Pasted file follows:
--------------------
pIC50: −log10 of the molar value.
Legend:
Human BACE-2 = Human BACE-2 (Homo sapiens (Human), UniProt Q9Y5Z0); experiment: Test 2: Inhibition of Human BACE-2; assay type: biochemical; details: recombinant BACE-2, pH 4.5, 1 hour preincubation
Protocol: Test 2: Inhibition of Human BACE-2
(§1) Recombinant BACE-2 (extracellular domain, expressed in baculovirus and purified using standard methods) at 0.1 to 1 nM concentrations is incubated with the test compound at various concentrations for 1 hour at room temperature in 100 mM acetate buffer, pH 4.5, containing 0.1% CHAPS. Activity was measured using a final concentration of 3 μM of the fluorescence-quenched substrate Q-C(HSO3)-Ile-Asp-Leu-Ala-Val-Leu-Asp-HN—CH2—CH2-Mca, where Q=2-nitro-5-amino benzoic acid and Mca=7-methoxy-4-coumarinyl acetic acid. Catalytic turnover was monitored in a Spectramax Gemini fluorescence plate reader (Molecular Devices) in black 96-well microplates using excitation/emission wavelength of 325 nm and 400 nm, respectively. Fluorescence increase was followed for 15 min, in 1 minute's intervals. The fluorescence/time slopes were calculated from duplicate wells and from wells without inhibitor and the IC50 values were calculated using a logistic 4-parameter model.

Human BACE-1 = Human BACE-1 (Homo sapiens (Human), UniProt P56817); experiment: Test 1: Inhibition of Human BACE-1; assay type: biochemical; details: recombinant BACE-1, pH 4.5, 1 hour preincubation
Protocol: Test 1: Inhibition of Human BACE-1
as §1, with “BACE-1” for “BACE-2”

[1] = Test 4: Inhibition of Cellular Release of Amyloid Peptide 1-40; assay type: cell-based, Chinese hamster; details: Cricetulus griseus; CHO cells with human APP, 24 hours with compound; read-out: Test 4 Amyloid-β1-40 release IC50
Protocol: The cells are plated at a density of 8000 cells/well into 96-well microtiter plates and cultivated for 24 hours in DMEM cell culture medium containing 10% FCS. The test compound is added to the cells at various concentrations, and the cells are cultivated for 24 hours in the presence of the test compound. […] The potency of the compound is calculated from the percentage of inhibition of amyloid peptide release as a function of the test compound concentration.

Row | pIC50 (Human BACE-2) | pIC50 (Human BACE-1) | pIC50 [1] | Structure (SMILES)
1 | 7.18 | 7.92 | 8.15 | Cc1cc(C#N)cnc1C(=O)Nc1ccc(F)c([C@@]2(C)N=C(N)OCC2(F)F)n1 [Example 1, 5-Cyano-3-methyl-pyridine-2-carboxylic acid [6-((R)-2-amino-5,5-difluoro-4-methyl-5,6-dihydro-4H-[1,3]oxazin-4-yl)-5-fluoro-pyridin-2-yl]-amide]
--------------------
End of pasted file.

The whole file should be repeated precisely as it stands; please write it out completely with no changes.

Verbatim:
pIC50: −log10 of the molar value.
Legend:
Human BACE-2 = Human BACE-2 (Homo sapiens (Human), UniProt Q9Y5Z0); experiment: Test 2: Inhibition of Human BACE-2; assay type: biochemical; details: recombinant BACE-2, pH 4.5, 1 hour preincubation
Protocol: Test 2: Inhibition of Human BACE-2
(§1) Recombinant BACE-2 (extracellular domain, expressed in baculovirus and purified using standard methods) at 0.1 to 1 nM concentrations is incubated with the test compound at various concentrations for 1 hour at room temperature in 100 mM acetate buffer, pH 4.5, containing 0.1% CHAPS. Activity was measured using a final concentration of 3 μM of the fluorescence-quenched substrate Q-C(HSO3)-Ile-Asp-Leu-Ala-Val-Leu-Asp-HN—CH2—CH2-Mca, where Q=2-nitro-5-amino benzoic acid and Mca=7-methoxy-4-coumarinyl acetic acid. Catalytic turnover was monitored in a Spectramax Gemini fluorescence plate reader (Molecular Devices) in black 96-well microplates using excitation/emission wavelength of 325 nm and 400 nm, respectively. Fluorescence increase was followed for 15 min, in 1 minute's intervals. The fluorescence/time slopes were calculated from duplicate wells and from wells without inhibitor and the IC50 values were calculated using a logistic 4-parameter model.

Human BACE-1 = Human BACE-1 (Homo sapiens (Human), UniProt P56817); experiment: Test 1: Inhibition of Human BACE-1; assay type: biochemical; details: recombinant BACE-1, pH 4.5, 1 hour preincubation
Protocol: Test 1: Inhibition of Human BACE-1
as §1, with “BACE-1” for “BACE-2”

[1] = Test 4: Inhibition of Cellular Release of Amyloid Peptide 1-40; assay type: cell-based, Chinese hamster; details: Cricetulus griseus; CHO cells with human APP, 24 hours with compound; read-out: Test 4 Amyloid-β1-40 release IC50
Protocol: The cells are plated at a density of 8000 cells/well into 96-well microtiter plates and cultivated for 24 hours in DMEM cell culture medium containing 10% FCS. The test compound is added to the cells at various concentrations, and the cells are cultivated for 24 hours in the presence of the test compound. […] The potency of the compound is calculated from the percentage of inhibition of amyloid peptide release as a function of the test compound concentration.

Row | pIC50 (Human BACE-2) | pIC50 (Human BACE-1) | pIC50 [1] | Structure (SMILES)
1 | 7.18 | 7.92 | 8.15 | Cc1cc(C#N)cnc1C(=O)Nc1ccc(F)c([C@@]2(C)N=C(N)OCC2(F)F)n1 [Example 1, 5-Cyano-3-methyl-pyridine-2-carboxylic acid [6-((R)-2-amino-5,5-difluoro-4-methyl-5,6-dihydro-4H-[1,3]oxazin-4-yl)-5-fluoro-pyridin-2-yl]-amide]